MANDERA (Xinhua) --
Three miners were killed and one injured
by al-Shabab militants at a quarry in Mandera county in
northeast Kenya on Thursday, an official confirmed on
regional coordinator Mohamud Saleh said the militants
stormed the Shimbir Fatuma Quarry, about 65 kilometres
from the Kenya-Somalia border, where the miners were
living, on Thursday evening.
from the scene of incident is that three were confirmed
dead and one injured person is currently at Shimpir
Fatuma health center while some are yet to be
established where they are,” Saleh said.
He said two
of the workers escaped with gunshot wounds. The quarry
workers seemed to have defied government orders to
vacate the area following increased cases of al-Shabab
attacks in the restive region that borders Somalia
were killed by the militia in a similar incident a year
go after they apparently sneaked back to the quarry in
Mandera sub-county following a security operation.
authorities in 2015 ordered all quarries in Mandera
County near the Somali border be closed and all workers
to vacate the places due to terror threats. The
directive came after the murder of 14 quarry workers.
however faulted the government’s move saying that they
were not given reasons for the closure of the mines but
only told to vacate their working places. They argued
that the quarries near the Kenya-Somalia border were
Kenyan authorities, more than 500 workers mine in the
same quarry, something they said terrorists will
capitalize on as they gain fame in killing a large
number of innocent Kenyans.
UN expert calls for
release of abducted children in Somalia
MOGADISHU Somalia (Xinhua) --
A United Nations human rights expert on
Friday called for the immediate release of all children
kidnapped or recruited as fighters in armed conflict in
Nyanduga, the UN Independent Expert on the situation of
human rights in Somalia, also condemned recent terrorist
attacks in the country and urged action to stop use of
children in armed conflict.
abduction of children by the al-Shabab group and their
recruitment and use by government security forces in the
armed conflict constitute a grave violation of the
children’s rights,” Nyanduga said in a statement issued
in Mogadishu at the end of a six-day mission to assess
the human rights situation in the country.
lauded Somali government for measures taken so far to
rehabilitate children captured in combat, and for
recognizing that such children were victims.
expert urged the authorities to act now to stop children
being used in the fighting, calling on the government to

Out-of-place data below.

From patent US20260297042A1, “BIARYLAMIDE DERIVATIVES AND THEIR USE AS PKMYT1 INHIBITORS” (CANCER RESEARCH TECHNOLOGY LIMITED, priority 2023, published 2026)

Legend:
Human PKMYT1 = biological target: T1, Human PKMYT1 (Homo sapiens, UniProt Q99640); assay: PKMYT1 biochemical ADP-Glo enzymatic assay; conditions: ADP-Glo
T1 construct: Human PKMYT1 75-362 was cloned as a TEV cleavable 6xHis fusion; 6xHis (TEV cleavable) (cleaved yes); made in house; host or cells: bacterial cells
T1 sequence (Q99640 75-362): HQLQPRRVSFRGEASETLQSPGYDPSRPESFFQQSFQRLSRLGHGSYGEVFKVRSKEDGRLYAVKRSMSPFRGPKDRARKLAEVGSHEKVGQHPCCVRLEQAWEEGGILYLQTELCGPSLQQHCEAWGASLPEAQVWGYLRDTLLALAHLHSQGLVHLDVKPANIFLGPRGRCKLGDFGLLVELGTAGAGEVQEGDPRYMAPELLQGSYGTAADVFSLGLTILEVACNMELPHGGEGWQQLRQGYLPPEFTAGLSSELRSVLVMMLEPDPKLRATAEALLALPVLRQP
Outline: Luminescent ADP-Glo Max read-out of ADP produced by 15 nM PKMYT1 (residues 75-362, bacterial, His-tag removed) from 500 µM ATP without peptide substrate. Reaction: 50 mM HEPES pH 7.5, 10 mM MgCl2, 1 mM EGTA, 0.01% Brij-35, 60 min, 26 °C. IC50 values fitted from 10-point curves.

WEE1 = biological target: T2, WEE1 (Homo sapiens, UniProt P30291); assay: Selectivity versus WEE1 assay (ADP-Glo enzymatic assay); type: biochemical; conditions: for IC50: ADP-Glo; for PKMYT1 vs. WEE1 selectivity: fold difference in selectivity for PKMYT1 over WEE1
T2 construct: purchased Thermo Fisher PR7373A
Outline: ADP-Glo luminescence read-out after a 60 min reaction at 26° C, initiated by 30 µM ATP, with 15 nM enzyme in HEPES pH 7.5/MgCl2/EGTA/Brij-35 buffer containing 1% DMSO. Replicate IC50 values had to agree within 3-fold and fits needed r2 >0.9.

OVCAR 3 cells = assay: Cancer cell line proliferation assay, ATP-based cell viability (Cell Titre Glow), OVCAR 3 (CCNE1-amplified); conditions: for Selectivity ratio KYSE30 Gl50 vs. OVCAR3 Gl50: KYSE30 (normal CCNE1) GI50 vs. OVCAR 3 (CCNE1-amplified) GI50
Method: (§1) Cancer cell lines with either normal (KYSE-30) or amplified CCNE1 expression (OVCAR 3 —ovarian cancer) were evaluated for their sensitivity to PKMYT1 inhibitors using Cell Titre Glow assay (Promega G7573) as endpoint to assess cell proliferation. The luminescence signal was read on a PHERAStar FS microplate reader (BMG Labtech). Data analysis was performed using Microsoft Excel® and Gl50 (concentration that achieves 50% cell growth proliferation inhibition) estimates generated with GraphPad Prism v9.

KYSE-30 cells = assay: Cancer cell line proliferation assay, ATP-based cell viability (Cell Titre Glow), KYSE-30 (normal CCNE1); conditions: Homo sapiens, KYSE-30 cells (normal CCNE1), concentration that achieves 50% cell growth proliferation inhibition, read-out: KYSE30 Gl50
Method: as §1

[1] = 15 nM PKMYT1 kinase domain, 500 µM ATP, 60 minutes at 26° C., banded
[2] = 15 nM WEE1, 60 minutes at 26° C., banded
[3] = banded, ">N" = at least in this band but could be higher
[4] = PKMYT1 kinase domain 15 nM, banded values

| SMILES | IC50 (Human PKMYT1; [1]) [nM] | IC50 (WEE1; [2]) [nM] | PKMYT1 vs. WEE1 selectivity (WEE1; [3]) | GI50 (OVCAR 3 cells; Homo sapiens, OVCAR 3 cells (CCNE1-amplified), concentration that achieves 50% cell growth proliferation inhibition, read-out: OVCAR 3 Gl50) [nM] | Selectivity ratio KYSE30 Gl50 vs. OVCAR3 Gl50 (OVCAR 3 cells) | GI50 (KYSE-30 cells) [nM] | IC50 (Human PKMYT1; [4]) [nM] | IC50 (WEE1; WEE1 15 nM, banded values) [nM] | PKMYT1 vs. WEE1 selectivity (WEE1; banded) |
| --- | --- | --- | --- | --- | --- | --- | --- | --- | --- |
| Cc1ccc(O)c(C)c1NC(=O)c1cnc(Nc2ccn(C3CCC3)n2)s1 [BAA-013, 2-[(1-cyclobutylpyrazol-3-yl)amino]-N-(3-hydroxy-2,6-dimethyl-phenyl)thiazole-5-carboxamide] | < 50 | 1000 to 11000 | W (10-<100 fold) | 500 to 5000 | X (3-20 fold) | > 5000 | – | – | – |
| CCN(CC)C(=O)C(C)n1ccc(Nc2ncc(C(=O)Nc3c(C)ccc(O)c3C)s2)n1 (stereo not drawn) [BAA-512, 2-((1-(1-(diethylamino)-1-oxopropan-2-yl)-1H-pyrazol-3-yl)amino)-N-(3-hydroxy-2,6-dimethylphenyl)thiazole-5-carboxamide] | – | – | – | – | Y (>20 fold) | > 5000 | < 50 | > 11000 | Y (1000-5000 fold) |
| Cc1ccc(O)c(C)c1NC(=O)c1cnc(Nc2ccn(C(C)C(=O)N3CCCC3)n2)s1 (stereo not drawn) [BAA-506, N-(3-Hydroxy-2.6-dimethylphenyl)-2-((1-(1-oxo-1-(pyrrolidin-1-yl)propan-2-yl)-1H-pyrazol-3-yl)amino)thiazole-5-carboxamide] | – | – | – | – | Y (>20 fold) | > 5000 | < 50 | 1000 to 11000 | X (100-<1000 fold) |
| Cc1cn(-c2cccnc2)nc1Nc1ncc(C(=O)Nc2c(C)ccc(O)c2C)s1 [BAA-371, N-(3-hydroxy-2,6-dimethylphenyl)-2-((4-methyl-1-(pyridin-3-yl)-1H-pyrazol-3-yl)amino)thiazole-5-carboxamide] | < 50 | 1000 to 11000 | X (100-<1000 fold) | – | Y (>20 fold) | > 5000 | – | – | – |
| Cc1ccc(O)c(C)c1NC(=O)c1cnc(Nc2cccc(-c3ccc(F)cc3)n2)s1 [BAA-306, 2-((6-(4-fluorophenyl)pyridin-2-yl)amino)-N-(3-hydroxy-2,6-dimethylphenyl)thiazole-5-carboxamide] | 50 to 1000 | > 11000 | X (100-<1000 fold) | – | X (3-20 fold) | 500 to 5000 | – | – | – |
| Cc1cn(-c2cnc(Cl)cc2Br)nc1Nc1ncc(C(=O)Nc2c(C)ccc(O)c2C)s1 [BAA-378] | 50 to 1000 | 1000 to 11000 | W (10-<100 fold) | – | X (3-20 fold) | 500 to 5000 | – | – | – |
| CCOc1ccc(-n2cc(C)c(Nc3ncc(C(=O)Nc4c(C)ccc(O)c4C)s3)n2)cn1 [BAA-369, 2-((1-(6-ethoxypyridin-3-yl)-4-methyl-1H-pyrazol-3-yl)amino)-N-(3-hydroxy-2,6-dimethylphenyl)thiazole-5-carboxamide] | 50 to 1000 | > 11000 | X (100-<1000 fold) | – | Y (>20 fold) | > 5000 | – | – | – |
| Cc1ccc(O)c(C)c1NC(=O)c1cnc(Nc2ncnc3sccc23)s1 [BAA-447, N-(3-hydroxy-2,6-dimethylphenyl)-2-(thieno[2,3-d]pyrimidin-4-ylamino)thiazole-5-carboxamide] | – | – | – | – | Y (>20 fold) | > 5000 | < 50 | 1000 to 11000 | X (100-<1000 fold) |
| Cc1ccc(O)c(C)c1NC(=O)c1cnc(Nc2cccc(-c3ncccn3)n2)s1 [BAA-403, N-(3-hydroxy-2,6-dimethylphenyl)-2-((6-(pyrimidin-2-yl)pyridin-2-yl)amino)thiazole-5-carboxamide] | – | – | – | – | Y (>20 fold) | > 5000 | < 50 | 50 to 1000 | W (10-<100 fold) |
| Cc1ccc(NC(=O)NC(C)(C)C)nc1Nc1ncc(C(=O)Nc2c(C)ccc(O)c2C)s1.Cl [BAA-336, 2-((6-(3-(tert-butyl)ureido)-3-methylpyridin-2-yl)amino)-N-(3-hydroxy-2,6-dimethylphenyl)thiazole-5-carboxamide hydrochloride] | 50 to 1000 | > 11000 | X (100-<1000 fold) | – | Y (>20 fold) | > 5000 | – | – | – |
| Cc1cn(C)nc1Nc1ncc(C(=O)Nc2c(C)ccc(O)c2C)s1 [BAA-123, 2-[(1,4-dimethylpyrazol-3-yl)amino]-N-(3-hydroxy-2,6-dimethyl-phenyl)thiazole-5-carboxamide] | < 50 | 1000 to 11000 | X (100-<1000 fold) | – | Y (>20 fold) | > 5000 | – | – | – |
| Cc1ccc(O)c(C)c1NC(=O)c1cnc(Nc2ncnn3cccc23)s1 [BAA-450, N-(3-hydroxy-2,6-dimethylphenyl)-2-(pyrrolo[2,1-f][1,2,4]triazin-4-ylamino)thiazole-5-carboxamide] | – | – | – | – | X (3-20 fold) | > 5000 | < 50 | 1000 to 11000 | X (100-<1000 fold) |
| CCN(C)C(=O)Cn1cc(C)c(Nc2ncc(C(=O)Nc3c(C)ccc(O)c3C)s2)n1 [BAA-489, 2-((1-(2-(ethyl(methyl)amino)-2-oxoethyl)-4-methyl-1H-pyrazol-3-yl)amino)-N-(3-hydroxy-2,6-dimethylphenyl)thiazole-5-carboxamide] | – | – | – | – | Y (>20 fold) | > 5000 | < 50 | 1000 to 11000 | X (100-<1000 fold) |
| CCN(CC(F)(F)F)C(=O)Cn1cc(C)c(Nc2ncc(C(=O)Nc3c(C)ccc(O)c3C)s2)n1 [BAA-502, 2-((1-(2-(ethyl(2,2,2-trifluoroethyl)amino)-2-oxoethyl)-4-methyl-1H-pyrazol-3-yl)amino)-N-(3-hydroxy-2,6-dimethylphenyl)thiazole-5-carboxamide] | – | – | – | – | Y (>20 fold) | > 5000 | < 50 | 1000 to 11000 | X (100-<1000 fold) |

build rehabilitation centres to address the plight of
children associated with al-Shabab.
wanted to see a strengthening of the justice sector, in
particular the police, judiciary, related ministries and
other institutions crucial for underpinning security
rights expert welcomed action by both the government and
the international community to reduce loss of life from
famine, but made clear that more had to be done urgently
to help thousands of people forced to leave their homes
because of flooding.
government must commit itself to addressing this
recurring problem by adopting a range of durable
solutions, including the relocation of victims to higher
ground,” the expert said.
the government for some human rights improvements,
including ending the practice of executing in public
those convicted of terrorism-related offences, but made
clear there was still much more to be done to improve
human rights generally in Somalia.
been a considerable improvement in the right to freedom
of expression and opinion compared to the previous year,
but I am still receiving reports of harassment,
intimidation, arrest and detention without trial of
journalists. I call on the government to ensure respect
for the right of freedom of expression and opinion, and
a free media,” the expert said.
UN envoy calls for
free, independent media in Somalia
MOGADISHU Somalia (Xinhua) --
The UN top envoy in Somalia on Thursday
called for free and independent news media in the Horn
of Africa nation where journalists operate in difficult
environment as the World Press Freedom Day is marked
across the globe.
Keating, UN Secretary-General’s Special Representative
for Somalia also lauded the courage and dedication of
the country’s journalists who operate in one of the
world’s most dangerous environments for media workers.
the hundreds of Somali journalists who risk their lives
on a regular basis to do their job,” said Keating in a
statement issued in Mogadishu.
free and independent news media is indispensable in all
democratic societies, an essential means to hold the
powerful to account. An essential component for the
media to do its job is ending the culture of impunity
that, unfortunately, prevails for crimes committed
against journalists,” he added.
The UN envoy
urged lawmakers to resume their deliberations over an
amended version of Somalia’s 2016 Media Law and give due
consideration to a list of recommended changes to the
law submitted by the country’s leading media
associations last year.
He said this
year’s theme “Keeping Power in Check: Media, Justice and
The Rule of Law” is particularly relevant to Somalia.
the U.S.-based Committee to Protect Journalists (CPJ),
no one has been brought to justice for the murders of 26
journalists over a ten-year period, and for the third
consecutive year Somalia was given the worst track
record worldwide for unsolved murders of journalists in
the CPJ’s 2017 Global Impunity Index.
the Human Rights and Protection Group of the UN
Assistance Mission in Somalia, which he heads, has
documented continuing violations of the right to freedom
of expression, including the closure or suspension of 14
media outlets in Somalia since August 2016.
He said the
rights protection group has also documented media
violations including arbitrary arrest and detention of
131 people for reasons related to freedom of expression